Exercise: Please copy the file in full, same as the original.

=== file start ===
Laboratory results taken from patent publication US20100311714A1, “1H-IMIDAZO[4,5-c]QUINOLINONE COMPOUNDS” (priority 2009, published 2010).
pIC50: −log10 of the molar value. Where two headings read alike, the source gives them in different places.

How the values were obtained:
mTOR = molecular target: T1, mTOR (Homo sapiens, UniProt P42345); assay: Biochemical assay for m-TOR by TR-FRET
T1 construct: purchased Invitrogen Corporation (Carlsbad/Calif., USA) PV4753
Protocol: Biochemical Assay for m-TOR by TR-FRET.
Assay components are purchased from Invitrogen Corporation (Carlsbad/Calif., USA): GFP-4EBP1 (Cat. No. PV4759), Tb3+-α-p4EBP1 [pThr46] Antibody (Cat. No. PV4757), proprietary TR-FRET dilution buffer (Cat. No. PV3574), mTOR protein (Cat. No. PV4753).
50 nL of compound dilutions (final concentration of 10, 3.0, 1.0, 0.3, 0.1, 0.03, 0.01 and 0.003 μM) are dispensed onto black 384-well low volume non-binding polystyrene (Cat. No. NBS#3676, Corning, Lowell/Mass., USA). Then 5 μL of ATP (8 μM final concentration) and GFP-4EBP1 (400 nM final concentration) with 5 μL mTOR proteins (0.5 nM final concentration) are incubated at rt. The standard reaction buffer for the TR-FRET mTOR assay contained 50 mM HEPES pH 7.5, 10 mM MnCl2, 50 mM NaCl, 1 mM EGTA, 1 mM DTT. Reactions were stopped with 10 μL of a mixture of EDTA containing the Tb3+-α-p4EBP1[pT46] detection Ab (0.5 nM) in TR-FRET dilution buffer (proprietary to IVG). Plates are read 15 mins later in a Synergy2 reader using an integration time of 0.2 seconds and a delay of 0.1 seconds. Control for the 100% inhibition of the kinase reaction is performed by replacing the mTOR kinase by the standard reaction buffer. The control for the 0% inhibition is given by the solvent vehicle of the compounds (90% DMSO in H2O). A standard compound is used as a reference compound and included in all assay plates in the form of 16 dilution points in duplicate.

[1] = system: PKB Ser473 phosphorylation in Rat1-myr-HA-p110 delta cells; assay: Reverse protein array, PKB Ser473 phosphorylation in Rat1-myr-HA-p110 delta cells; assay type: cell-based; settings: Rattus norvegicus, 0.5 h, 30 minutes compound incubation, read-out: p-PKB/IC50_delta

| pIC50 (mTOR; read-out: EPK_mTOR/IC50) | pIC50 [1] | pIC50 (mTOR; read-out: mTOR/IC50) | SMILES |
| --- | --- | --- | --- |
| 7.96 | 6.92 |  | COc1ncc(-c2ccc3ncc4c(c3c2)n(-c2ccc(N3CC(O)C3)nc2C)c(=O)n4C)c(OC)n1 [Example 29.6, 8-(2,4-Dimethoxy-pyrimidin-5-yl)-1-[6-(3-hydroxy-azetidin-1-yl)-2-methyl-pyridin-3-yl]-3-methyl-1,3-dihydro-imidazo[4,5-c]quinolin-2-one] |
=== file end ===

Laboratory results taken from patent publication US20100311714A1, “1H-IMIDAZO[4,5-c]QUINOLINONE COMPOUNDS” (priority 2009, published 2010).
pIC50: −log10 of the molar value. Where two headings read alike, the source gives them in different places.

How the values were obtained:
mTOR = molecular target: T1, mTOR (Homo sapiens, UniProt P42345); assay: Biochemical assay for m-TOR by TR-FRET
T1 construct: purchased Invitrogen Corporation (Carlsbad/Calif., USA) PV4753
Protocol: Biochemical Assay for m-TOR by TR-FRET.
Assay components are purchased from Invitrogen Corporation (Carlsbad/Calif., USA): GFP-4EBP1 (Cat. No. PV4759), Tb3+-α-p4EBP1 [pThr46] Antibody (Cat. No. PV4757), proprietary TR-FRET dilution buffer (Cat. No. PV3574), mTOR protein (Cat. No. PV4753).
50 nL of compound dilutions (final concentration of 10, 3.0, 1.0, 0.3, 0.1, 0.03, 0.01 and 0.003 μM) are dispensed onto black 384-well low volume non-binding polystyrene (Cat. No. NBS#3676, Corning, Lowell/Mass., USA). Then 5 μL of ATP (8 μM final concentration) and GFP-4EBP1 (400 nM final concentration) with 5 μL mTOR proteins (0.5 nM final concentration) are incubated at rt. The standard reaction buffer for the TR-FRET mTOR assay contained 50 mM HEPES pH 7.5, 10 mM MnCl2, 50 mM NaCl, 1 mM EGTA, 1 mM DTT. Reactions were stopped with 10 μL of a mixture of EDTA containing the Tb3+-α-p4EBP1[pT46] detection Ab (0.5 nM) in TR-FRET dilution buffer (proprietary to IVG). Plates are read 15 mins later in a Synergy2 reader using an integration time of 0.2 seconds and a delay of 0.1 seconds. Control for the 100% inhibition of the kinase reaction is performed by replacing the mTOR kinase by the standard reaction buffer. The control for the 0% inhibition is given by the solvent vehicle of the compounds (90% DMSO in H2O). A standard compound is used as a reference compound and included in all assay plates in the form of 16 dilution points in duplicate.

[1] = system: PKB Ser473 phosphorylation in Rat1-myr-HA-p110 delta cells; assay: Reverse protein array, PKB Ser473 phosphorylation in Rat1-myr-HA-p110 delta cells; assay type: cell-based; settings: Rattus norvegicus, 0.5 h, 30 minutes compound incubation, read-out: p-PKB/IC50_delta

| pIC50 (mTOR; read-out: EPK_mTOR/IC50) | pIC50 [1] | pIC50 (mTOR; read-out: mTOR/IC50) | SMILES |
| --- | --- | --- | --- |
| 7.96 | 6.92 |  | COc1ncc(-c2ccc3ncc4c(c3c2)n(-c2ccc(N3CC(O)C3)nc2C)c(=O)n4C)c(OC)n1 [Example 29.6, 8-(2,4-Dimethoxy-pyrimidin-5-yl)-1-[6-(3-hydroxy-azetidin-1-yl)-2-methyl-pyridin-3-yl]-3-methyl-1,3-dihydro-imidazo[4,5-c]quinolin-2-one] |